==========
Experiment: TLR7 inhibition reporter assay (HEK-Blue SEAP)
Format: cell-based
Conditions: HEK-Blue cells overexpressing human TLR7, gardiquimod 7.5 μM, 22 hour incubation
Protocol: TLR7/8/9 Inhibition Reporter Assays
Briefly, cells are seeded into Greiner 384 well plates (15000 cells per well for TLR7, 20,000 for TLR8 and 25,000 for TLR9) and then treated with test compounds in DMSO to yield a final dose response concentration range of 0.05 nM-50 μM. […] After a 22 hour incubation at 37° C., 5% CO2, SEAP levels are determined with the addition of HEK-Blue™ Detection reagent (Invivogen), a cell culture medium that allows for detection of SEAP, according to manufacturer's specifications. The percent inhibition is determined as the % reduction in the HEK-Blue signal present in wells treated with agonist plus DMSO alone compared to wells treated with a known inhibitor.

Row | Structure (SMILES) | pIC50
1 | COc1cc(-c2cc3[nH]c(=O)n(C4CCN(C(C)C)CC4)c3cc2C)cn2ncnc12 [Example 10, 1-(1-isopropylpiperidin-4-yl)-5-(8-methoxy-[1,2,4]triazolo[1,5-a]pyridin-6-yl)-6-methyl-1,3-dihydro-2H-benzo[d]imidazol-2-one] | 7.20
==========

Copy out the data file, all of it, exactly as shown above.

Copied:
Experiment: TLR7 inhibition reporter assay (HEK-Blue SEAP)
Format: cell-based
Conditions: HEK-Blue cells overexpressing human TLR7, gardiquimod 7.5 μM, 22 hour incubation
Protocol: TLR7/8/9 Inhibition Reporter Assays
Briefly, cells are seeded into Greiner 384 well plates (15000 cells per well for TLR7, 20,000 for TLR8 and 25,000 for TLR9) and then treated with test compounds in DMSO to yield a final dose response concentration range of 0.05 nM-50 μM. […] After a 22 hour incubation at 37° C., 5% CO2, SEAP levels are determined with the addition of HEK-Blue™ Detection reagent (Invivogen), a cell culture medium that allows for detection of SEAP, according to manufacturer's specifications. The percent inhibition is determined as the % reduction in the HEK-Blue signal present in wells treated with agonist plus DMSO alone compared to wells treated with a known inhibitor.

Row | Structure (SMILES) | pIC50
1 | COc1cc(-c2cc3[nH]c(=O)n(C4CCN(C(C)C)CC4)c3cc2C)cn2ncnc12 [Example 10, 1-(1-isopropylpiperidin-4-yl)-5-(8-methoxy-[1,2,4]triazolo[1,5-a]pyridin-6-yl)-6-methyl-1,3-dihydro-2H-benzo[d]imidazol-2-one] | 7.20